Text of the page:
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Officials Suppressed Alcohol's Benefits

Fear of abuse stifled message for a decade

Epidemiologists can easily tell you that moderate consumption of alcohol has health benefits. For more than a decade the evidence has overwhelmingly shown that two drinks a day, or less, reduces the risk of heart disease.

Yet the debate over alcohol's benefits continues. A feature from Cleveland's The Plain Dealer quotes researchers who say that alcohol's affect on heart health is clear and grows stronger every year. But the evidence for alcohol's harmful effects also couldn't be clearer: Take more than two alcoholic drinks a day and the health benefits become hazards.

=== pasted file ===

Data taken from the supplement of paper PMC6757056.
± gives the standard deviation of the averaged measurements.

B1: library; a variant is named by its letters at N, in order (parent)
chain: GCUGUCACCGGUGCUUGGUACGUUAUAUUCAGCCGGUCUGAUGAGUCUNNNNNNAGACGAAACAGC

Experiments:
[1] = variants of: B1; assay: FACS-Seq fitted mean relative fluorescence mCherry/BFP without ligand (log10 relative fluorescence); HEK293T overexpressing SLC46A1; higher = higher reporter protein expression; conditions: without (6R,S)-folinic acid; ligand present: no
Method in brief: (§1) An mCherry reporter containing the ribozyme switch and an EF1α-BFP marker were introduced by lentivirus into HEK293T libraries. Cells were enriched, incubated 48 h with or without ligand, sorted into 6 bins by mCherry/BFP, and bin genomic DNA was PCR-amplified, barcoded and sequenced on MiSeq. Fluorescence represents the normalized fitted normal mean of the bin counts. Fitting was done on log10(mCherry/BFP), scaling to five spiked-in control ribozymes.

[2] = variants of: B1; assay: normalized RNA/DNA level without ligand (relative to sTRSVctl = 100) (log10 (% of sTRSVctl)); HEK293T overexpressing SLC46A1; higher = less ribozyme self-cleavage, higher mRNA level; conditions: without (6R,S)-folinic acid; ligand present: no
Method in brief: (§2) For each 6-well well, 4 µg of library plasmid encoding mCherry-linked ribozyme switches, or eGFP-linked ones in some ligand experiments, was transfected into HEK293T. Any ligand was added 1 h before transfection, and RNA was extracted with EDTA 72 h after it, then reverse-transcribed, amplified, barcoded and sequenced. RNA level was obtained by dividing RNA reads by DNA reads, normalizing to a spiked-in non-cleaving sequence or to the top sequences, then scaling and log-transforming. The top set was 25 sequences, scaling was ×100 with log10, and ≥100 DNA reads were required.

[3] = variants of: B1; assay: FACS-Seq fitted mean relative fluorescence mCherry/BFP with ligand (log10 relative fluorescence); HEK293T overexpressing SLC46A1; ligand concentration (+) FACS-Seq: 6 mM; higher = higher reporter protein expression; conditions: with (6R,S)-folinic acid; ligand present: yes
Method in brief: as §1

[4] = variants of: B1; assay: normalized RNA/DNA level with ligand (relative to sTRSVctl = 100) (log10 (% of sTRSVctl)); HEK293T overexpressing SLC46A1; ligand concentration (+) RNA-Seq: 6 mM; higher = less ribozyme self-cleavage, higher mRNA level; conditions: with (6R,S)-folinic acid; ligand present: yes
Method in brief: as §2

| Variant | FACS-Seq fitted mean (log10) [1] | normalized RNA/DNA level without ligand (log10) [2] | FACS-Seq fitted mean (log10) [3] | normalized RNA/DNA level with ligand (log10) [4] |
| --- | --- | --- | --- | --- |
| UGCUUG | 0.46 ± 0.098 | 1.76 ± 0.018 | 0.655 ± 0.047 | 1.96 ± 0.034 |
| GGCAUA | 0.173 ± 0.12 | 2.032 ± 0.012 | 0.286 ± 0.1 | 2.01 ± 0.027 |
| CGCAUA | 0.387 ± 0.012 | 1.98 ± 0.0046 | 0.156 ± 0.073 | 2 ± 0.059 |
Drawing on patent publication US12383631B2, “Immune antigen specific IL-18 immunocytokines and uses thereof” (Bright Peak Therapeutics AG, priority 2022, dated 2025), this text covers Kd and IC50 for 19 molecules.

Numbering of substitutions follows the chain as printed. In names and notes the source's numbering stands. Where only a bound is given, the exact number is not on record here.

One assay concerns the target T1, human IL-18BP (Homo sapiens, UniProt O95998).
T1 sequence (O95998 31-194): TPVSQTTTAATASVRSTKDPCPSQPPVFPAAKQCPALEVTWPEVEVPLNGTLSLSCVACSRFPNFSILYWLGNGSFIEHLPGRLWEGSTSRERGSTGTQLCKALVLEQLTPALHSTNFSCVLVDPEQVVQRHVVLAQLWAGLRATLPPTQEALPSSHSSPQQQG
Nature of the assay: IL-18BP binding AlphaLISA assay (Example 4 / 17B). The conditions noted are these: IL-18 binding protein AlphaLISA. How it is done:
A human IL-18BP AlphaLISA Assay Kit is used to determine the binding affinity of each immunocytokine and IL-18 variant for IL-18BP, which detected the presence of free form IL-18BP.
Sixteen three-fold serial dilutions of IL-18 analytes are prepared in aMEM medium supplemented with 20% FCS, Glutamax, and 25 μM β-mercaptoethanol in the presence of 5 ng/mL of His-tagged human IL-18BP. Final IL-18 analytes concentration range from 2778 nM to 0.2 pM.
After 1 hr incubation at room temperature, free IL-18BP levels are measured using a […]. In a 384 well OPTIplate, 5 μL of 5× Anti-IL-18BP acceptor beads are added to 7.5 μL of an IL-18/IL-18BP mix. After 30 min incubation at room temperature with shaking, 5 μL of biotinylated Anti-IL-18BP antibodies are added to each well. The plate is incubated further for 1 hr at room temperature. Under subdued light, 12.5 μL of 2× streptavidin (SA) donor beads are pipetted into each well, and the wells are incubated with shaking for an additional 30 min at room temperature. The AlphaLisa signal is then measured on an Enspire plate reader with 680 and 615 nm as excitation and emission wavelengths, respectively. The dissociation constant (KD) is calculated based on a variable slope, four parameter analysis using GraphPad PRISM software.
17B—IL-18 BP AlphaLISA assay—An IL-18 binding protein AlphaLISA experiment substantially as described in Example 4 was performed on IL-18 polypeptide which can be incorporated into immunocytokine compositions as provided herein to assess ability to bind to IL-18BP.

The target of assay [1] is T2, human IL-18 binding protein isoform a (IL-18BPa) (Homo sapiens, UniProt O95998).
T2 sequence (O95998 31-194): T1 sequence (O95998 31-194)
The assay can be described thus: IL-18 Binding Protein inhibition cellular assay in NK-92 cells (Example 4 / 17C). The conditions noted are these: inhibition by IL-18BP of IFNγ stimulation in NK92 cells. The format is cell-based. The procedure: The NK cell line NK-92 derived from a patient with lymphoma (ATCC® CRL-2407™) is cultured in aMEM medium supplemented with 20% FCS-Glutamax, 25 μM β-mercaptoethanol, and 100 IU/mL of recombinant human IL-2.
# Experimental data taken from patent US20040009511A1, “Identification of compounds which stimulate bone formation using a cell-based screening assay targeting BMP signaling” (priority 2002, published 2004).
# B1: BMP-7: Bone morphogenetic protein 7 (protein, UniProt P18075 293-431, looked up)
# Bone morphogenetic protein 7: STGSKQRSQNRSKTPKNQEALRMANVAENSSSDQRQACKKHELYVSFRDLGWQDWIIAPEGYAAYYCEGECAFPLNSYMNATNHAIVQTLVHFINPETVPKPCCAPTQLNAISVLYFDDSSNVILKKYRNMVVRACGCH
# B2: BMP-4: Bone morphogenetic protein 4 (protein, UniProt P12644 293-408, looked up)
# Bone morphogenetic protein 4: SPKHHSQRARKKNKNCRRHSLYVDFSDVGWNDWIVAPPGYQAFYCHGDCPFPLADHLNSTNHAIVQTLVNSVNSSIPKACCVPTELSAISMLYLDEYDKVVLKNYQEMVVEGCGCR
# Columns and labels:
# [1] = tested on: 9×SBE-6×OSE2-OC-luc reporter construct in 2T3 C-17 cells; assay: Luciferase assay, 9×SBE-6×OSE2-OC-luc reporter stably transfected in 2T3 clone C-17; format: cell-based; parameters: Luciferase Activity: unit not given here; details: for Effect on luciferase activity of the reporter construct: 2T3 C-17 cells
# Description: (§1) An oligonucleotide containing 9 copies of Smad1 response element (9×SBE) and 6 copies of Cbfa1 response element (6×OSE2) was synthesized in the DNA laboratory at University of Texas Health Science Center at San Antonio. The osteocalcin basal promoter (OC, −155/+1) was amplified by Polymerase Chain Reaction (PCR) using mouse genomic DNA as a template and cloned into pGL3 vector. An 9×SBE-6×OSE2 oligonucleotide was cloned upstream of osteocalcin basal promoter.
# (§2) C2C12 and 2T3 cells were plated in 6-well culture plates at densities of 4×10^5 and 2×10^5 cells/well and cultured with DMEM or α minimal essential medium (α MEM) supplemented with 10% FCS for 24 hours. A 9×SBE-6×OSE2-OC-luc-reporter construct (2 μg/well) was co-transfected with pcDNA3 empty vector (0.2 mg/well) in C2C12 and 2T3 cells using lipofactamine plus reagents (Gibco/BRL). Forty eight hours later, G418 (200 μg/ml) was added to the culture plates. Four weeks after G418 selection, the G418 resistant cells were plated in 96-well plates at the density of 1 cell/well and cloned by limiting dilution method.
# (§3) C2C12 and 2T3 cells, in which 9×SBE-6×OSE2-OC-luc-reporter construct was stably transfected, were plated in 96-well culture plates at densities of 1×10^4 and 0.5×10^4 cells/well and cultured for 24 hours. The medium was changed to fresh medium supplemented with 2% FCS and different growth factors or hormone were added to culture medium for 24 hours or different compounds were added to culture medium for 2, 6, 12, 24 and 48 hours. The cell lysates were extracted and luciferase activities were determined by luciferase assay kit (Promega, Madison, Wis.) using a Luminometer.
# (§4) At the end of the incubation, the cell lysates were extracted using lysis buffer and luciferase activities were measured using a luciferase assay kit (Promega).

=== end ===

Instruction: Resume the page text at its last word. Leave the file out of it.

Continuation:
Examples of health officials downplaying alochol's benefits abound. Earlier this year, for example, the American Heart Association dismissed the idea that red wine wards off heart attacks as "unproven," Science Daily reports.

Any discussion of alcohol's possible health benefits should be prefaced by describing the risks of alcohol abuse. "But 70 percent of adults in this country drink and the vast majority do so moderately, not heavily. There is a difference," says cardiologist Arthur Klatsky, who wrote one of the first papers linking alcohol to lowered heart disease.

The chances that alcohol will benefit any individual are also influenced by such other factors as genetics. A wire service story in the Seattle Times explains how one genetic trait enhances the heart benefit.

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